Thursday, September 12, 2013

Holy Forever, Batman!

How is it that I've made it an entire summer with nary a single update to my poor, neglected blog?

For shame!

I wish I could promise to do better, but the truth is that it is very difficult for me at times to voice my thoughts. Life seems to have so many ups and downs, and sometimes it's all I can do to get through what's being thrown, let alone get all my deep insights out.

And photos?

They don't happen often. Or more correctly, they are all on my phone and I can never seem to find the time to get them all over here to upload them.

And so we'll just play some catch-up with what everyone is doing!

Mark- Finished up yet another school year in July. According to credit hours, he's a senior. According to his class list, he's still got another 3 semesters at least. Depends on his minor/clusters/whatever he decides...  We were very blessed to have had an internship offer extended in April, and they were willing to wait until after his next semester to have him report. So 2 days after school ended for the summer, he was loading his car and driving to Montana for a minimum of 10 weeks, hopefully more. While it's been really tough having him gone, I tell people that it's easier than a deployment: nobody is pregnant, he can call every night and/or facebook, we're not in a foreign country, and his parents live in the same town and love to see their grandkids! Also, having to take care of himself, he's come to a new appreciation of all that I do. That's always a plus! :)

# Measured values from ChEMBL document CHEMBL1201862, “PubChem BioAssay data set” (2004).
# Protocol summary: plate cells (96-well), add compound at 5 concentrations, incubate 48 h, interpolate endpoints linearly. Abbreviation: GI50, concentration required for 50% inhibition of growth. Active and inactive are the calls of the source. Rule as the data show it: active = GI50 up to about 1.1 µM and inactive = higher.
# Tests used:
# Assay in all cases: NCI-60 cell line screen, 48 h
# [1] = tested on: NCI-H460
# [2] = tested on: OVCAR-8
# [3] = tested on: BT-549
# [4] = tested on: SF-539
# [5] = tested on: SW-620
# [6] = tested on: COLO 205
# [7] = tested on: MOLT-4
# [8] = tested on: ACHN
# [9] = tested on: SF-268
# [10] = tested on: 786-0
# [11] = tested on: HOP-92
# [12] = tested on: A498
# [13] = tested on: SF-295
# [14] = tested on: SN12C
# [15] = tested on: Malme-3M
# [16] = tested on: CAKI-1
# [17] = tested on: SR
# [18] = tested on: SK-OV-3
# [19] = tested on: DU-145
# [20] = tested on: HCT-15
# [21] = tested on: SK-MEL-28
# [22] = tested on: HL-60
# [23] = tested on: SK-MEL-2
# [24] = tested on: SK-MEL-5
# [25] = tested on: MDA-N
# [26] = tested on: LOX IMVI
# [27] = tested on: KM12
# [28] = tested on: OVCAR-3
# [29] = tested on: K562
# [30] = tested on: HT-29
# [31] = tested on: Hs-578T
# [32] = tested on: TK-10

Myself- Where to start? Weight loss? I've been stalled since Christmas. That's right. In fact, I've let it go a little and gained about 10 lbs back. There are so many excuses, and so many reasons. But I'm trying to get myself back to a healthy state of mind so I can get back to a healthy body. I was able to do a couple races this summer, for which I am grateful. And Mark ran one with me, pushing me WAY past my wall, and encouraging me not to quit.

      I've been struggling with a lot of things this summer. And slowly I am trying to learn to let go. Not everything happens the way or the time you hope. Nobody is perfect, the goal is in the trying. And that sometimes, things just happen.

Oren- My "baby" is in the 6th grade this year. 11 years old. How did this happen? He is a grand total of 6 inches shorter than his mother! He love to read, devours everything we own that I've deemed appropriate for him, and begs for more. He and I have struggled a bit the last several months with the fact that there are only 2 parents in the house, and he is not one of them. Being highly intelligent seems to come with it's drawbacks, and a little humility might be a good thing to teach. But all things come with time.

     He is starting a lot of new things this year. The middle school does advanced math and english, so he is doing those. He was allowed to choose several electives, and big surprise, investigative science was first on the list! He also chose to start beginning woodwinds, and is very excited to get to play clarinet.